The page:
Anyone Can Escape Addiction
Earlier this year, Maia Szalavitz, my fellow Influence columnist and an old comrade-in-arms, released her masterful book, Unbroken Brain, one that displays skills I only wish I had, and that I try to emulate. In it, she’s kind enough to praise my own Love and Addiction (1975, with Archie Brodsky), as “groundbreaking.”
I’ll add my voice to the many praising her work and its valuable insights.
Yet I will politely differ with one of her key themes—that, although ”potential addicts cannot be identified by a specific collection of personality traits,” based on her own experience, they nonetheless inherit a variety of neurologic sensitivities that lead to “the desire to feel accepted and secure when you typically feel alienated, unloved, anxious, and in danger.”
I don’t believe that God puts people on earth to be addicted.
(Note: I will speak of God in this post. For the record, I am a Jewish atheist. I don’t believe in God. But I am imbued with a Jewish outlook that I find helpful for progressing through life.)
In our 2015 book Recover!, Ilse Thompson and I express the Buddhist truth that we all have a place on earth, that no one doesn’t belong here. We use mindfulness meditations to help people realize their places through radical self-acceptance—the act of embracing themselves.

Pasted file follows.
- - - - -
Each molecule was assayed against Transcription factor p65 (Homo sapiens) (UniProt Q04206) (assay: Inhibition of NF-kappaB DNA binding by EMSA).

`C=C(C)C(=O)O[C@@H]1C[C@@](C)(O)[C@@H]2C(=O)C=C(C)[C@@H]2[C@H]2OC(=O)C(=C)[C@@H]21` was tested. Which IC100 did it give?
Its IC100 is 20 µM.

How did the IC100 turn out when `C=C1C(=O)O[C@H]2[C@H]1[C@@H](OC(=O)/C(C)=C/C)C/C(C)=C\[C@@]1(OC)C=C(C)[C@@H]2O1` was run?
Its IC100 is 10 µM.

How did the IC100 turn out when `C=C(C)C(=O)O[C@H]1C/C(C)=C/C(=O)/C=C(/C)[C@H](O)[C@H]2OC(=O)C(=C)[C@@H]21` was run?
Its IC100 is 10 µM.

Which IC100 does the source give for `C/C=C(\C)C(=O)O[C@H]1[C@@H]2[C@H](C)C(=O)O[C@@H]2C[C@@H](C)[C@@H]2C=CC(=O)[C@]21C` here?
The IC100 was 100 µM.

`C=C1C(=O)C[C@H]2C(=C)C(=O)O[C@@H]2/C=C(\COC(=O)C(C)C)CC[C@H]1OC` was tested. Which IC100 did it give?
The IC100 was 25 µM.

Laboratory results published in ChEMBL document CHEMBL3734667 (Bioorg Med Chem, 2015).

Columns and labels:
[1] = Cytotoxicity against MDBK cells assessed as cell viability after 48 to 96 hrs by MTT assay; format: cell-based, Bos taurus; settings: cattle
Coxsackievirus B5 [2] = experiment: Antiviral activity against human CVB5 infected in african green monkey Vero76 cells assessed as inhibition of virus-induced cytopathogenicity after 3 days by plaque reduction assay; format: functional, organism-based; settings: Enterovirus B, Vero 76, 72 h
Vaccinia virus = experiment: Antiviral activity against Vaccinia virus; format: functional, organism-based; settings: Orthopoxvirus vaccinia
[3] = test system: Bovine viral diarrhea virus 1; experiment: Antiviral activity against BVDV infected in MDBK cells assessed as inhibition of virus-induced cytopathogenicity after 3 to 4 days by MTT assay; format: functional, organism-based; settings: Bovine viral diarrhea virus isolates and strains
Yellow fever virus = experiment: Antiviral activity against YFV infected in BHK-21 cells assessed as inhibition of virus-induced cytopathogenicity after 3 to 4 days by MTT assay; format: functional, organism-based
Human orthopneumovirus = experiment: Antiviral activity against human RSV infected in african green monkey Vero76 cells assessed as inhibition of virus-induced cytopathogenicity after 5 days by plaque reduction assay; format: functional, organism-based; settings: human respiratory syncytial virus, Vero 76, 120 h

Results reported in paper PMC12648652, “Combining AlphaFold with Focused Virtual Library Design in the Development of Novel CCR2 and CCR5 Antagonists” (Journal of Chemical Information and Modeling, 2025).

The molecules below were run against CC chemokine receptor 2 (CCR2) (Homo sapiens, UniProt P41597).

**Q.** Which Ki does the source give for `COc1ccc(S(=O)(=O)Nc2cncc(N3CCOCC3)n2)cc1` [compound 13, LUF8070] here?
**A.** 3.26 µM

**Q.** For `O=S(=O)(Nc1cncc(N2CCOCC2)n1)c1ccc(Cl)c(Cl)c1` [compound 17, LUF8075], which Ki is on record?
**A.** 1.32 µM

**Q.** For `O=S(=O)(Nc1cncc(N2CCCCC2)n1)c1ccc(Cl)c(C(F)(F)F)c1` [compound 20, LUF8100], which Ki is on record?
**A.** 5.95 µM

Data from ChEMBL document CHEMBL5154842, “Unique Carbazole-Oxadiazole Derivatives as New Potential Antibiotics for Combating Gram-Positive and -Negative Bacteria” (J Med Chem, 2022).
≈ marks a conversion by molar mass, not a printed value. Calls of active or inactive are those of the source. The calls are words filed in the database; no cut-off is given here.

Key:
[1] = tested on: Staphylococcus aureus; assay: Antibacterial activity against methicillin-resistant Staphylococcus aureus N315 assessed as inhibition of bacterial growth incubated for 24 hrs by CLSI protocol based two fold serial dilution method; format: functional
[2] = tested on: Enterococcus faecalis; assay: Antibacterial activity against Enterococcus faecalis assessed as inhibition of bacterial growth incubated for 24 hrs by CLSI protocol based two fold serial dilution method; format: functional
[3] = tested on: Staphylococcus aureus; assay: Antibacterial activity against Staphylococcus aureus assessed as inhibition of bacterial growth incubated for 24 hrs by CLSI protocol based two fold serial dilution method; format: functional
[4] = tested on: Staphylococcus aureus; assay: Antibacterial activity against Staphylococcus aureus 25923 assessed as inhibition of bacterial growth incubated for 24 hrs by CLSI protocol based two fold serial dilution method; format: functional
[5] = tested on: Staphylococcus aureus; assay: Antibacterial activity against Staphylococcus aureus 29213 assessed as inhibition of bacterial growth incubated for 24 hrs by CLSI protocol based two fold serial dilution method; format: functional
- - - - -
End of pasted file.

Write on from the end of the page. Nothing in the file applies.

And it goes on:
I reject world-views which tell people that their bad feelings, their need for addictive experiences, sometimes their doomsday spirals, are inbred, or branded on them forever by trauma, and can never be escaped. And sadly, these fatalistic stories can emerge from both 12-step and harm reduction thought.
My rejection of such fatalism isn’t just based on hunch. It’s borne out by the reality that people often recover from addiction and improve their feelings and their lives.
Of course, Maia has also driven this home. As she put it in a classic article: “Most people with addiction simply grow out of It. The idea that addiction is typically a chronic, progressive disease that requires treatment is false, the evidence shows.”
But some people don’t get better, I hear you reply.
And you’re right.
And those people deserve our care and love and, even more important, their own self-care and self-love.
Yet while it’s true that some people remain addicted, that does not demonstrate that in no circumstances would it be possible for them to recover. Neither is it true that people who don’t initially get better can’t do so eventually. Rather, belated recovery very often occurs.
Gene Heyman, a Boston College epidemiologist, analyzed the most recent NESARC data according to a timeline of people’s likelihood of quitting a drug dependence. He found that “each year a constant proportion of those still addicted remitted, independent of the number of years since the onset of dependence.”
Translation: Some people retire from their addictions late, even very late, in life, and after many years of reliance on an addiction. Natural recovery does not discriminate based on how long a person has been addicted.
Let’s turn to smoking. In 2002, the Department of Health and Human Services published a volume entitled, “Those Who Continue to Smoke.”
The volume’s researchers uniformly assumed that those who continued to be addicted to smoking were handicapped in some way.
Their results confounded all expectations. Despite a variety of research efforts to discover the core resistance that prevented people from quitting smoking, the investigators found instead: